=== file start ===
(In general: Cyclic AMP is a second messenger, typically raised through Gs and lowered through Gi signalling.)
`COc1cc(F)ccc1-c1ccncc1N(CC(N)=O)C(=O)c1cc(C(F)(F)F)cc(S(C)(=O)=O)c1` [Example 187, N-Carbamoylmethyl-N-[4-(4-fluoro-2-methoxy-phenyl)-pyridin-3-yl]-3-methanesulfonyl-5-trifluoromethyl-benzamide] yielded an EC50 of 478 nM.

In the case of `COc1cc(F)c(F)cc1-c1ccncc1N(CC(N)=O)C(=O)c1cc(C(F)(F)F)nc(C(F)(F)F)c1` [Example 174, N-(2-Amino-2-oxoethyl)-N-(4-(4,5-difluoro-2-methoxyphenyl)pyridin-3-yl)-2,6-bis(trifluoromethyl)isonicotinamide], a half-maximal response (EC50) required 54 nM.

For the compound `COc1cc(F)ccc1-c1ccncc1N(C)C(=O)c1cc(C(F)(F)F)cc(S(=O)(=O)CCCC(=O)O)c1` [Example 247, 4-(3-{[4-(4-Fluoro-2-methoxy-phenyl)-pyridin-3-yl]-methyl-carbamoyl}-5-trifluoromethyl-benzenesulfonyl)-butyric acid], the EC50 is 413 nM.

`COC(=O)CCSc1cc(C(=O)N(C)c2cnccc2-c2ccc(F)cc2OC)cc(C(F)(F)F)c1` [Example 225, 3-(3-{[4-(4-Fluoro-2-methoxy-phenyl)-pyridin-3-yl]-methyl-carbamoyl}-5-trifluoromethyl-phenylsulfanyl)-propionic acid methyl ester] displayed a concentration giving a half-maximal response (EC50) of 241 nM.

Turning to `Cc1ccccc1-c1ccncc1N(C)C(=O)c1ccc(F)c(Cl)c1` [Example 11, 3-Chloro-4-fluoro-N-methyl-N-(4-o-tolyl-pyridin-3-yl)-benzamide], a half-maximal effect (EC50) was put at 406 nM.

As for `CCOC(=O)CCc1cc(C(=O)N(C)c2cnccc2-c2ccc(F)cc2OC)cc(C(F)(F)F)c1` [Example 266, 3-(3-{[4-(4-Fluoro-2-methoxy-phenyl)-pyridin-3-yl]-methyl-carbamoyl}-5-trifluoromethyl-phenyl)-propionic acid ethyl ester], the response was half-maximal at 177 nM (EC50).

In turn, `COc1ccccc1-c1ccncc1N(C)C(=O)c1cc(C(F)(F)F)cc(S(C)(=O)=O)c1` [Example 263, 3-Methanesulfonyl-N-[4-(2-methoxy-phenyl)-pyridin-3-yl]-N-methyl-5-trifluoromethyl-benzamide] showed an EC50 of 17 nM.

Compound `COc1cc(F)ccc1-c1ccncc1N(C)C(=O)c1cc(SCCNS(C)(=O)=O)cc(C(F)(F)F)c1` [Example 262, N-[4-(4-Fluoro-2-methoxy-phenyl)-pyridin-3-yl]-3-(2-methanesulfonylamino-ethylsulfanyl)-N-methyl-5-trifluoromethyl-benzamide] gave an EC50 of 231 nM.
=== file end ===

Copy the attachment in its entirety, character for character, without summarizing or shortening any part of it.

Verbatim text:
(In general: Cyclic AMP is a second messenger, typically raised through Gs and lowered through Gi signalling.)
`COc1cc(F)ccc1-c1ccncc1N(CC(N)=O)C(=O)c1cc(C(F)(F)F)cc(S(C)(=O)=O)c1` [Example 187, N-Carbamoylmethyl-N-[4-(4-fluoro-2-methoxy-phenyl)-pyridin-3-yl]-3-methanesulfonyl-5-trifluoromethyl-benzamide] yielded an EC50 of 478 nM.

In the case of `COc1cc(F)c(F)cc1-c1ccncc1N(CC(N)=O)C(=O)c1cc(C(F)(F)F)nc(C(F)(F)F)c1` [Example 174, N-(2-Amino-2-oxoethyl)-N-(4-(4,5-difluoro-2-methoxyphenyl)pyridin-3-yl)-2,6-bis(trifluoromethyl)isonicotinamide], a half-maximal response (EC50) required 54 nM.

For the compound `COc1cc(F)ccc1-c1ccncc1N(C)C(=O)c1cc(C(F)(F)F)cc(S(=O)(=O)CCCC(=O)O)c1` [Example 247, 4-(3-{[4-(4-Fluoro-2-methoxy-phenyl)-pyridin-3-yl]-methyl-carbamoyl}-5-trifluoromethyl-benzenesulfonyl)-butyric acid], the EC50 is 413 nM.

`COC(=O)CCSc1cc(C(=O)N(C)c2cnccc2-c2ccc(F)cc2OC)cc(C(F)(F)F)c1` [Example 225, 3-(3-{[4-(4-Fluoro-2-methoxy-phenyl)-pyridin-3-yl]-methyl-carbamoyl}-5-trifluoromethyl-phenylsulfanyl)-propionic acid methyl ester] displayed a concentration giving a half-maximal response (EC50) of 241 nM.

Turning to `Cc1ccccc1-c1ccncc1N(C)C(=O)c1ccc(F)c(Cl)c1` [Example 11, 3-Chloro-4-fluoro-N-methyl-N-(4-o-tolyl-pyridin-3-yl)-benzamide], a half-maximal effect (EC50) was put at 406 nM.

As for `CCOC(=O)CCc1cc(C(=O)N(C)c2cnccc2-c2ccc(F)cc2OC)cc(C(F)(F)F)c1` [Example 266, 3-(3-{[4-(4-Fluoro-2-methoxy-phenyl)-pyridin-3-yl]-methyl-carbamoyl}-5-trifluoromethyl-phenyl)-propionic acid ethyl ester], the response was half-maximal at 177 nM (EC50).

In turn, `COc1ccccc1-c1ccncc1N(C)C(=O)c1cc(C(F)(F)F)cc(S(C)(=O)=O)c1` [Example 263, 3-Methanesulfonyl-N-[4-(2-methoxy-phenyl)-pyridin-3-yl]-N-methyl-5-trifluoromethyl-benzamide] showed an EC50 of 17 nM.

Compound `COc1cc(F)ccc1-c1ccncc1N(C)C(=O)c1cc(SCCNS(C)(=O)=O)cc(C(F)(F)F)c1` [Example 262, N-[4-(4-Fluoro-2-methoxy-phenyl)-pyridin-3-yl]-3-(2-methanesulfonylamino-ethylsulfanyl)-N-methyl-5-trifluoromethyl-benzamide] gave an EC50 of 231 nM.